Indicated generally at 10 is the present back scrubber mat. The mat is of a pliable nature and includes a rough surface 11 provided by tufts of fibrous material such as the material used in indoor-outdoor carpet and utilizing components not depreciated by exposure to moisture. Typically indoor-outdoor carpeting having tufts of approximately 1/4 inch length and formed from synthetic materials such as polyethylene is suitable. A carpet backing at 15 is also preferably of synthetic material to withstand exposures to moisture and water. Extending about the mat is a fabric tape or strip 13 which overlies the mat outer perimeter or margin and which is stitched in place by stitching at 14 and serves to reinforce the attachment of the following described closure pieces to the mat.
With attention to FIGS. 2 and 3, the same disclose the rear or wall side of the mat and backing 15 on which are affixed fabric closure pieces at 16 shown in strip configuration. Edges 17 of each of said closure pieces may be retained in place on the backing by the stitching 14 and fabric strip 13. Typically backing 15 is of synthetic fibers and of a woven nature.
To enable securement of the scrubbing mat 10 to a wall surface, either room wall surface 4 or bathtub wall surface 3, additional or cooperating closure pieces at 18 are installed in place on such surfaces. The fabric closure pieces 18 are preferably of strip configuration with each provided with an adhesive backing 19 (FIG. 5) for attachment purposes. While such as adhesive provides for suitable attachment of the fabric closure piece to a wall, the same does not prevent removal from a wall surface which may be accomplished without damage, in most instances, to said surface. Fabric closure pieces are presently manufactured with a pressure sensitive, waterproof adhesive surface 19.
In FIG. 6 a pair of fabric closure strips 21 are attached to the rear wall surface 3 of the bathtub to permit installation of the present back scrubber mat thereon. While strips are indicated at 21, in some instances it may be preferable to utilize square or patches 22 of fabric closure material (FIG. 8) spaced on a wall surface so as to engage the uppermost and lowermost portions of the mat mounted closure strips 16. Accordingly, the use of patches 22 effects a cost savings to the extent a supply of patches may be carried by the user when traveling and the patches discarded after use in order that the surface be easily returned to its original state.
For travel purposes, the mat may be provided with a container at 23 made from waterproof material to permit a damp mat to be rolled and placed within the cover for packing in a suitcase.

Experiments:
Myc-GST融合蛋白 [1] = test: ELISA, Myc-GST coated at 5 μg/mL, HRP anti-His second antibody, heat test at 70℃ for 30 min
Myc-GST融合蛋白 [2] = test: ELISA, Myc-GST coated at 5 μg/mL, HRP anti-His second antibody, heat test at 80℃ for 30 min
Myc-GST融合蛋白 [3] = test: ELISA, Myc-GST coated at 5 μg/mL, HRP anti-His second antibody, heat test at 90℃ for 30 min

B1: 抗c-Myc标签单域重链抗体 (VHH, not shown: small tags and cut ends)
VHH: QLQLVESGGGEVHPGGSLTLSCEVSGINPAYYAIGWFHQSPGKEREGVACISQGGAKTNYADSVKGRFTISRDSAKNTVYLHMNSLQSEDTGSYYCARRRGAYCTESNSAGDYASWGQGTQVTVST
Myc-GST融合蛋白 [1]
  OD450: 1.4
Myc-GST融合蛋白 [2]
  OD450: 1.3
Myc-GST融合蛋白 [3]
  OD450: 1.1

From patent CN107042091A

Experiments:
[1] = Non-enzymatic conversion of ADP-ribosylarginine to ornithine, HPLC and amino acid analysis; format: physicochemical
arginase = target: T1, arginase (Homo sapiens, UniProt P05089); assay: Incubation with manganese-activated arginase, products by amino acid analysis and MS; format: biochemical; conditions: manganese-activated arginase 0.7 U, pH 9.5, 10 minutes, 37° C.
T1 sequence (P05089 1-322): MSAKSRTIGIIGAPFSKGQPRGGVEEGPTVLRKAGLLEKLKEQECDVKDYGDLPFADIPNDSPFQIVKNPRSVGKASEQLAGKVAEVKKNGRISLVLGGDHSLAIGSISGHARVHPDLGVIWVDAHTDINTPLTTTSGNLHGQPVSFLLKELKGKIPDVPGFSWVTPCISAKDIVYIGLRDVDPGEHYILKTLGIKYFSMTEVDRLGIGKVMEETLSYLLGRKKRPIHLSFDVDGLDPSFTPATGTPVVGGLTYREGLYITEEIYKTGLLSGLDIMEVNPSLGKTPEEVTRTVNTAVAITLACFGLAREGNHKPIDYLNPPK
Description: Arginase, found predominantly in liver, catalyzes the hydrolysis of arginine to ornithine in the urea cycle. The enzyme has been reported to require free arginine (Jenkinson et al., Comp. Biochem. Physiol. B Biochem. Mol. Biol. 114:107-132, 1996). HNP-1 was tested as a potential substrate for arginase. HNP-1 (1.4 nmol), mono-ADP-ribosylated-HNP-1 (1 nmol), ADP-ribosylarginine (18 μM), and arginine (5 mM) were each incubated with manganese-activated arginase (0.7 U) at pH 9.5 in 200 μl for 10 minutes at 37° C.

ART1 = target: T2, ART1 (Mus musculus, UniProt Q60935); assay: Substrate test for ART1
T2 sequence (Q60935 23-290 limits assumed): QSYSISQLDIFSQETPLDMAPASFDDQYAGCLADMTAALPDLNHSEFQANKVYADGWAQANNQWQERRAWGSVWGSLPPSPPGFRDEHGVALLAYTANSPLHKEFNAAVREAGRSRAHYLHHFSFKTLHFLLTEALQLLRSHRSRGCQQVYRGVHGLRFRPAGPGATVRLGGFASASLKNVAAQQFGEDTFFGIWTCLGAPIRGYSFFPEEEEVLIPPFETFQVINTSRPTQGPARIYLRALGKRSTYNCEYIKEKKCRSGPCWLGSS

The fabric closure material may be of the hook and loop type sold under the trademark VELCRO.
While I have shown but a few embodiments of the invention, it will be apparent to those skilled in the art that the invention may be embodied still otherwise without departing from the spirit and scope of the invention.
|Cited Patent||Filing date||Publication date||Applicant||Title|
|US3750226 *||Nov 4, 1971||Aug 7, 1973||Morgan R||Repositionable t-shaped back cleaning device|
|US3977796 *||Mar 31, 1975||Aug 31, 1976||The Raymond Lee Organization, Inc.||Body scrubber having end grips|
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|GB2123281A *||Title not available|
|Citing Patent||Filing date||Publication date||Applicant||Title|
|US5779653 *||Sep 9, 1996||Jul 14, 1998||Thompson; Michael R.||Back scrubbing and massaging apparatus|
|US6298526||Aug 26, 1999||Oct 9, 2001||David Baumdicker||Tether clip and method of securing the same|
|US6370722||Aug 15, 2000||Apr 16, 2002||David Duckworth||Wall mounted back-scrubbing and massaging apparatus|
|US6526618 *||Jan 28, 2000||Mar 4, 2003||John Bolton||Bath scrubber|
|US7626602||Dec 1, 2009||Mcshane Robert J||Apparatus for electrostatic coating|
|US8464390 *||Jun 18, 2013||Samuel S. Jones||Cleaning glove with agitating feature|
|US9301655 *||Dec 30, 2013||Apr 5, 2016||Curtis Coleman||Hands free washing assembly|
|US20060225239 *||Apr 12, 2005||Oct 12, 2006||Louis Placencia||Methodology and apparatus for a flexible back exfoliator|
|US20080068436 *||Sep 15, 2006||Mar 20, 2008||Mcshane Robert J||Apparatus for Electrostatic Coating|
|US20080282488 *||Mar 9, 2006||Nov 20, 2008||Innovationen Zur Verbrennungstechnik Gmbh||Washing Device|
|US20090159092 *||Feb 5, 2007||Jun 25, 2009||Munoz Wilfredo R||Scrubbing device|
|US20100079570 *||Apr 1, 2010||Mcshane Robert J||Apparatus for electrostatic coating|
|US20110314625 *||Jun 23, 2010||Dec 29, 2011||Jones Samuel S||Cleaning glove with agitating feature|
|US20150059110 *||May 15, 2014||Mar 5, 2015||Janice Leigh Crooks||Wall-Mounted Back Brush|
|U.S. Classification||15/160, 4/606, 248/205.2, 601/136, 15/217, 15/210.1|
|Aug 27, 1996||REMI||Maintenance fee reminder mailed|
|Jan 19, 1997||LAPS||Lapse for failure to pay maintenance fees|
|Apr 1, 1997||FP||Expired due to failure to pay maintenance fee|
Effective date: 19970122